The Department of Educational Policy Studies at the University of Wisconsin–Madison deepens and expands the understanding of educational policy and practice, past and present, at local, national, and international levels. We examine educational policies, movements, outcomes, dilemmas, and controversies — as well as the forces shaping them — through the lenses of history, sociology, anthropology, political economy, philosophy, policy analysis, and international comparative education.
Our efforts are guided by the conviction that as a diverse community of faculty, staff, and students committed to furthering socially just visions of education, we honor the intellectual and moral ideals of the School of Education and the university, and more effectively achieve our educational and scholarly aspirations.
Meet Our Students
Jonathan Marino is a doctoral student in the Educational Policy Studies. His research interests are in comparative and international education, teacher working conditions and well-being, literacy, early childhood education and mixed-methods research design. At UW-Madison he is an affiliate researcher in UW Center for Research on Early Childhood Education (CRECE) and is an Institute for Research on Poverty (IRP) Graduate Research Fellow. Jonathan has worked in a variety of educational settings, including for Save the Children, Chicago Public Schools, Council of Chief State School Officers and the Northwestern University Center for Global Engagement, which he co-founded as a student. Jonathan holds undergraduate degrees in education and political science from Northwestern University, a master’s degree in philosophy from the National University of Ireland-Galway, and was a Fulbright Scholar.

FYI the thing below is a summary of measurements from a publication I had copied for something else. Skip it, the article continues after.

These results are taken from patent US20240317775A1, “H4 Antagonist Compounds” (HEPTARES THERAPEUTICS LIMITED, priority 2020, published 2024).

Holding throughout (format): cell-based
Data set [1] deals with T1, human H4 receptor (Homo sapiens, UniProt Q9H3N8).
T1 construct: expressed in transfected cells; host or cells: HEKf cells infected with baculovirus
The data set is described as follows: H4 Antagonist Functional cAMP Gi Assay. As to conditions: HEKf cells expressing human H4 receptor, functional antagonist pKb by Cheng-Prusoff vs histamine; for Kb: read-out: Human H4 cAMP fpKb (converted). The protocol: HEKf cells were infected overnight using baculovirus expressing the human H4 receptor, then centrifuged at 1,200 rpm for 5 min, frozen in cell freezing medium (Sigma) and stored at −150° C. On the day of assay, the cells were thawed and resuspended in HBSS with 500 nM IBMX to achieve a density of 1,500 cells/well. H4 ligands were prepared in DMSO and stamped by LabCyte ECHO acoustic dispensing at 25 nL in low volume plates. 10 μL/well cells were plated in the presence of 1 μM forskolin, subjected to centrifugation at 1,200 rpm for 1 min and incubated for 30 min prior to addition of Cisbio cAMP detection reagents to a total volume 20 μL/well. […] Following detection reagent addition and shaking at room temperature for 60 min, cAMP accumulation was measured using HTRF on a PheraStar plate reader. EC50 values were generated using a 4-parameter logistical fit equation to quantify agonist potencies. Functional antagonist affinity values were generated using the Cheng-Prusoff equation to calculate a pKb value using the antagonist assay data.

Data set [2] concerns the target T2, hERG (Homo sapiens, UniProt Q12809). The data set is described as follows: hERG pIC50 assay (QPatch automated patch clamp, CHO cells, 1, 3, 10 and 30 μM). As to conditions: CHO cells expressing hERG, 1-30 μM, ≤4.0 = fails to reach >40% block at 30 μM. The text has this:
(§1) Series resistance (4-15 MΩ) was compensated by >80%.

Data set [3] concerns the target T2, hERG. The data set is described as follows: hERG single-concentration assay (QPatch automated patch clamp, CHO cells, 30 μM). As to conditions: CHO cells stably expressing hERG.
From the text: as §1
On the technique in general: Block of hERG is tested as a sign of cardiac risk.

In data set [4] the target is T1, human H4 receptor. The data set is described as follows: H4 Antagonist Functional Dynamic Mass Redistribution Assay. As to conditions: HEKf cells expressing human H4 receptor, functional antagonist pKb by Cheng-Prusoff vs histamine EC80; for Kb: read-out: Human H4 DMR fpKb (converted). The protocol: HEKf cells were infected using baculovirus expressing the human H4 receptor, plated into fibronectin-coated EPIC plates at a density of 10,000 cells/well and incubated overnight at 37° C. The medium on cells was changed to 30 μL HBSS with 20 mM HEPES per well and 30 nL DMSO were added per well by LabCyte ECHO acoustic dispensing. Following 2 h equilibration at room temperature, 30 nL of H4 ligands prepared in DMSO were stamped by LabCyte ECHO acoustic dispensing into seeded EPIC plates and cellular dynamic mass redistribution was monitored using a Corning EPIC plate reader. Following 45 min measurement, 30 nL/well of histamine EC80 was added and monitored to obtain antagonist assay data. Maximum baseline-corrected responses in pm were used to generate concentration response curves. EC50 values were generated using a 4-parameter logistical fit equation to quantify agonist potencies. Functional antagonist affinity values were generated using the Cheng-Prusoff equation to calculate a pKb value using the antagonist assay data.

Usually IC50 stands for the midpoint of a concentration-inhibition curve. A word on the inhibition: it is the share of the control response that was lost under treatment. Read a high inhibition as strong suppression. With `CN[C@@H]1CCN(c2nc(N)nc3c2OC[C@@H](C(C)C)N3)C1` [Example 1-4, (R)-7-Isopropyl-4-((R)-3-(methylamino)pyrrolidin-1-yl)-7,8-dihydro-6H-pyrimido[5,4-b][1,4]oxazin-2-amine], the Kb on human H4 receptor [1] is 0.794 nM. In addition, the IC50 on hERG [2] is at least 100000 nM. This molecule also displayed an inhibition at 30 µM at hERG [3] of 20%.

Meet Our Faculty
Nancy Kendall is a Professor of Educational Policy Studies. Her research examines the consequences of national and international policies and funding directed at improving the lives and wellbeing of children, communities, and states positioned as “marginalized” by national and international regimes. Dr. Kendall’s research projects have utilized ethnographic and mixed methods to examine Education for All, political democratization and educational governance, structural adjustment and education, US higher education, sexuality and HIV/AIDS education, gender and education, and climate change and education. Dr. Kendall has conducted research for over 25 years in Malawi, and has conducted ethnographic and mixed-methods research in the U.S., Mozambique, and Colombia. Dr. Kendall was a 2019 recipient of the Lyle Spencer Research Award and a 2020 Vilas Faculty Mid-Career Investigator Award. She served as department chair from 2019-2021, Director of the African Studies Program from 2019-2020, and Director of the Development Studies Program from 2019 to present.